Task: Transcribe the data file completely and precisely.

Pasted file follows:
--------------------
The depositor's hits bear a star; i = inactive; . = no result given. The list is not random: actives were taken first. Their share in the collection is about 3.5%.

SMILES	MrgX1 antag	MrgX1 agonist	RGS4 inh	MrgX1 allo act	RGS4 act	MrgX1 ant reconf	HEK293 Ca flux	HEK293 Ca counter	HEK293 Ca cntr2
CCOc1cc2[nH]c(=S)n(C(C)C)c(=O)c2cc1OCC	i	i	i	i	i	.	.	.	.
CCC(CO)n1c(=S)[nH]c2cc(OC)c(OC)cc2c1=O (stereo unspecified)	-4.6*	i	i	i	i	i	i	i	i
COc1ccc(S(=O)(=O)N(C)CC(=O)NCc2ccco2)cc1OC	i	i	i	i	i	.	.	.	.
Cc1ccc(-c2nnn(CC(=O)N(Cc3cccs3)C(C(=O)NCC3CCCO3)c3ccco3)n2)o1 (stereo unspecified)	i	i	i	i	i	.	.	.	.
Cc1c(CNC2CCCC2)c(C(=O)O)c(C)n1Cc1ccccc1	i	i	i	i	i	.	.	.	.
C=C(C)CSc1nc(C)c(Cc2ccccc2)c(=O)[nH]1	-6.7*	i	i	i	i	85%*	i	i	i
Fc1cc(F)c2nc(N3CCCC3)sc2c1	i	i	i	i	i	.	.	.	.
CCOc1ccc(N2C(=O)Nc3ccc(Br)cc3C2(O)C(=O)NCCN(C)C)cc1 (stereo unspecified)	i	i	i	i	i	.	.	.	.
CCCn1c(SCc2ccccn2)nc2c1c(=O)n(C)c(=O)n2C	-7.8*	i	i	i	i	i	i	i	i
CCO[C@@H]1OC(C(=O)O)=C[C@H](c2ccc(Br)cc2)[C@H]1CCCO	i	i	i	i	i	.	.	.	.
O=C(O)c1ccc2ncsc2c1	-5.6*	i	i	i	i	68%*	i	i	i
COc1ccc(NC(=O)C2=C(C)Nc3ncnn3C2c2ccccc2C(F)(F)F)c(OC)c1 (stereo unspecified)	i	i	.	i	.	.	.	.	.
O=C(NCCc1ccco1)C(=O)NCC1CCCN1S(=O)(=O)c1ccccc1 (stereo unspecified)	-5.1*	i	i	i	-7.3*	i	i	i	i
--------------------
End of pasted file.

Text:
The depositor's hits bear a star; i = inactive; . = no result given. The list is not random: actives were taken first. Their share in the collection is about 3.5%.

SMILES	MrgX1 antag	MrgX1 agonist	RGS4 inh	MrgX1 allo act	RGS4 act	MrgX1 ant reconf	HEK293 Ca flux	HEK293 Ca counter	HEK293 Ca cntr2
CCOc1cc2[nH]c(=S)n(C(C)C)c(=O)c2cc1OCC	i	i	i	i	i	.	.	.	.
CCC(CO)n1c(=S)[nH]c2cc(OC)c(OC)cc2c1=O (stereo unspecified)	-4.6*	i	i	i	i	i	i	i	i
COc1ccc(S(=O)(=O)N(C)CC(=O)NCc2ccco2)cc1OC	i	i	i	i	i	.	.	.	.
Cc1ccc(-c2nnn(CC(=O)N(Cc3cccs3)C(C(=O)NCC3CCCO3)c3ccco3)n2)o1 (stereo unspecified)	i	i	i	i	i	.	.	.	.
Cc1c(CNC2CCCC2)c(C(=O)O)c(C)n1Cc1ccccc1	i	i	i	i	i	.	.	.	.
C=C(C)CSc1nc(C)c(Cc2ccccc2)c(=O)[nH]1	-6.7*	i	i	i	i	85%*	i	i	i
Fc1cc(F)c2nc(N3CCCC3)sc2c1	i	i	i	i	i	.	.	.	.
CCOc1ccc(N2C(=O)Nc3ccc(Br)cc3C2(O)C(=O)NCCN(C)C)cc1 (stereo unspecified)	i	i	i	i	i	.	.	.	.
CCCn1c(SCc2ccccn2)nc2c1c(=O)n(C)c(=O)n2C	-7.8*	i	i	i	i	i	i	i	i
CCO[C@@H]1OC(C(=O)O)=C[C@H](c2ccc(Br)cc2)[C@H]1CCCO	i	i	i	i	i	.	.	.	.
O=C(O)c1ccc2ncsc2c1	-5.6*	i	i	i	i	68%*	i	i	i
COc1ccc(NC(=O)C2=C(C)Nc3ncnn3C2c2ccccc2C(F)(F)F)c(OC)c1 (stereo unspecified)	i	i	.	i	.	.	.	.	.
O=C(NCCc1ccco1)C(=O)NCC1CCCN1S(=O)(=O)c1ccccc1 (stereo unspecified)	-5.1*	i	i	i	-7.3*	i	i	i	i